In Part Two I asked a couple of follow-up questions, the first of which was:
Suppose you were a hostile third party and you wanted to mess up the parenting invariant. Clearly, if you are sufficiently trusted, you can always use private reflection or unsafe code to muck around with the state directly, so that’s not a very interesting attack. Any other bright ideas come to mind for ways that this code is vulnerable to tampering?
Before I get into some ideas for attacks, I want to re-emphasize the bit in the middle there: attacks which presuppose that the attacker is already an administrator on your machine are not interesting attacks. A number of people came up with attacks involving the attacker being able to run debuggers or even replace the entire CLR with a custom-built runtime.
Since there is no point in protecting code from hostile code which is already stronger than the security system itself, it’s not very interesting to consider such attacks. The interesting question is how to protect yourself against hostile code which is weaker than the code you are attempting to protect. That’s what attackers want to do — they want to leverage vulnerabilities in your strong code to turn their weak code into strong code. If they already have strong code, they don’t need to lure your code into doing something, they can just do it directly.
Anyway, that said, there are a number of flaws in my proposed implementation from a security perspective:
- Eamon Nerbonne pointed out the implementation is not in the slightest thread-safe; hostile code which wished to mess up the parenting invariant could run adds and removes on the same objects on multiple threads at once, and when the smoke clears, pretty much any weird parenting arrangement you care to name could be the case.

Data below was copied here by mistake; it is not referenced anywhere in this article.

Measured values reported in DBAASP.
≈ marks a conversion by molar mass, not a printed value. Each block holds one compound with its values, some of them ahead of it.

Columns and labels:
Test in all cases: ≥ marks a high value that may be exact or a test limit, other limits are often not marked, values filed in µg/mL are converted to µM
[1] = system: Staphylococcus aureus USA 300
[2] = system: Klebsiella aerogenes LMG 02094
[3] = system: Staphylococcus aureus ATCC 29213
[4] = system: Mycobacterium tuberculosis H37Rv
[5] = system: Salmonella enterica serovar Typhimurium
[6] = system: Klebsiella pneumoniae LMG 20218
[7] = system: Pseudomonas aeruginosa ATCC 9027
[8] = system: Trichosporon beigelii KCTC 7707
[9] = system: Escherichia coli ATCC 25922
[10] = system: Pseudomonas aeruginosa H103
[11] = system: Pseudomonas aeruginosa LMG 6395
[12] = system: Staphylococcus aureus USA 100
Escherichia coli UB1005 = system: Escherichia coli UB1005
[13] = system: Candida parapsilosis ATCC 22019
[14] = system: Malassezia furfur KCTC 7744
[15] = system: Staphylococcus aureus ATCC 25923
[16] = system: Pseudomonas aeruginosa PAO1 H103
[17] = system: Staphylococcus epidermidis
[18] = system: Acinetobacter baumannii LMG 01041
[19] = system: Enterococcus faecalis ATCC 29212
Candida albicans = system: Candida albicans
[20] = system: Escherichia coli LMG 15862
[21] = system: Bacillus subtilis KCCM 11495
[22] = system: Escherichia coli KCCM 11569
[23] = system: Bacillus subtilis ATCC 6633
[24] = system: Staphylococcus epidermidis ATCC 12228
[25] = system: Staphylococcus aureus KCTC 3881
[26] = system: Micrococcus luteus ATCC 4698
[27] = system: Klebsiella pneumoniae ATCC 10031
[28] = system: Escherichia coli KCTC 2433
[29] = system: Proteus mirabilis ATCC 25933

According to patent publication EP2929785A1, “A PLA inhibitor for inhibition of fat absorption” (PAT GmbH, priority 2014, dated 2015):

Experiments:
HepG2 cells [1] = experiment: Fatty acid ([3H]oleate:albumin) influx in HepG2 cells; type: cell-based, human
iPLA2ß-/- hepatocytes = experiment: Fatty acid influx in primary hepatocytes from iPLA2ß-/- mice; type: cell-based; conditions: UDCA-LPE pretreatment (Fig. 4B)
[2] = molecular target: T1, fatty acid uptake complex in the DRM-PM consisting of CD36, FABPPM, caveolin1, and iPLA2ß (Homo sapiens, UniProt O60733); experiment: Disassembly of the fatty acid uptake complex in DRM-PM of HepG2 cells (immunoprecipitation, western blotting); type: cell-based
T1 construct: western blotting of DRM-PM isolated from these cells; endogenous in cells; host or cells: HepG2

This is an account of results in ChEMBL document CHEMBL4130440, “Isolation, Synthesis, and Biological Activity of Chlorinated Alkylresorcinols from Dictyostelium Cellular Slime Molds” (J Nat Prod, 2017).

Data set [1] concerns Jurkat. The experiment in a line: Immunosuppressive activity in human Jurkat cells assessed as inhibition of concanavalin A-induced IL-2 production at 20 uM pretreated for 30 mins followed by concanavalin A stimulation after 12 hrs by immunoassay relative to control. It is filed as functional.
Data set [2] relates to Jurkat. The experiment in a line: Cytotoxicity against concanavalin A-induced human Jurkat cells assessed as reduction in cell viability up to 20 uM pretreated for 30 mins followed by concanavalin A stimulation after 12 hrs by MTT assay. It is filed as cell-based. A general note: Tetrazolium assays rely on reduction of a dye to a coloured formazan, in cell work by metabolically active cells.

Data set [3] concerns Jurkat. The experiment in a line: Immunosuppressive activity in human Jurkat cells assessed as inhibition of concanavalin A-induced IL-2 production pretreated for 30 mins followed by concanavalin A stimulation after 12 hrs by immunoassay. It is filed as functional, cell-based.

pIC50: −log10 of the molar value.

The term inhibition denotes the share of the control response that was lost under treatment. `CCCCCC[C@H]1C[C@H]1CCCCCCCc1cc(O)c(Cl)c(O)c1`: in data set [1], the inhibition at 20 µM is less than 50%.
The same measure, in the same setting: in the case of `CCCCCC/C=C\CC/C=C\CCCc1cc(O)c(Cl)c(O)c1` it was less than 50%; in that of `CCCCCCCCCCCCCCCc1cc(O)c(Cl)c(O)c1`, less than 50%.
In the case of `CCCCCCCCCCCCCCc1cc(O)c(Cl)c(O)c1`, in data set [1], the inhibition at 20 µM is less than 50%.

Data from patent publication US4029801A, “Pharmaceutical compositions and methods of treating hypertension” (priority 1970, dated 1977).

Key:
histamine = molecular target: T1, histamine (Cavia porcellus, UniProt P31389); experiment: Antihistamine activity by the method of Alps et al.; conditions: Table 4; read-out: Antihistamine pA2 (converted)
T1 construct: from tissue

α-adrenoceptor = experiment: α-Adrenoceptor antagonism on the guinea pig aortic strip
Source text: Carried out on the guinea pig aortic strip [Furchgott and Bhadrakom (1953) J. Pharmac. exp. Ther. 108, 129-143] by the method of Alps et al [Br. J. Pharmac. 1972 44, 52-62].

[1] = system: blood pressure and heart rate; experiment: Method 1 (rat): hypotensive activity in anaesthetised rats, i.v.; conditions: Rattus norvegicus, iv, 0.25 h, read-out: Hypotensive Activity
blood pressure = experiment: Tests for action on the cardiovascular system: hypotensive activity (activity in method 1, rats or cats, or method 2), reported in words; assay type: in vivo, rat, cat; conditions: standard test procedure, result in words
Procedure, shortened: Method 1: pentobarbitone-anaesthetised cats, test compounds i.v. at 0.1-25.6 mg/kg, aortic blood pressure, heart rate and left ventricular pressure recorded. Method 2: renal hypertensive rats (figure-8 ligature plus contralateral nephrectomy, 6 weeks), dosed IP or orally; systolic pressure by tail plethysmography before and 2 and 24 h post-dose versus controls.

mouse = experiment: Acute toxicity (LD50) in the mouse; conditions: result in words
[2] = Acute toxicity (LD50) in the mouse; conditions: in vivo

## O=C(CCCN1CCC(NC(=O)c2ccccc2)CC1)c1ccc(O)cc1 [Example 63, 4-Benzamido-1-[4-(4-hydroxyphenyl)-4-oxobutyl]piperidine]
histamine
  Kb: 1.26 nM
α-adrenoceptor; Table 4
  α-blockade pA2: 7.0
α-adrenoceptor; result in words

- Matt pointed out that the implementation relies upon a correct implementation of hashing/equality. If a hostile or buggy object provides an implementation of hashing which is inconsistent with its implementation of equality, it is possible to put stuff into a hash set and never get it back out again. The parenting invariant in this implementation relies upon being able to use hash sets correctly.
- Jon Skeet pointed out that the implementation has no protections against parenting relationships which are locally sensible but not globally sensible, like a box containing itself.
All of these vulnerabilities could of course be mitigated without too much difficulty; the trick is in remembering to look for the vulnerability in the first place!
Getting the parenting relationship consistently acyclic is an interesting algorithmic problem. There are numerous ways to do it. Two sketches for your consideration:
1) Every time you add an item to a container, search the parent list of the container for the item. Hopefully containment relationships are shallow and this is not too expensive.
2) Only allow adding an item to a container if the item and the container are different but are themselves in the same immediate container. If you have a box in a bag, and you want to put a ball in the box, first put it in the bag, and then in the box.
Next time, some thoughts on immutability and parenting relationships.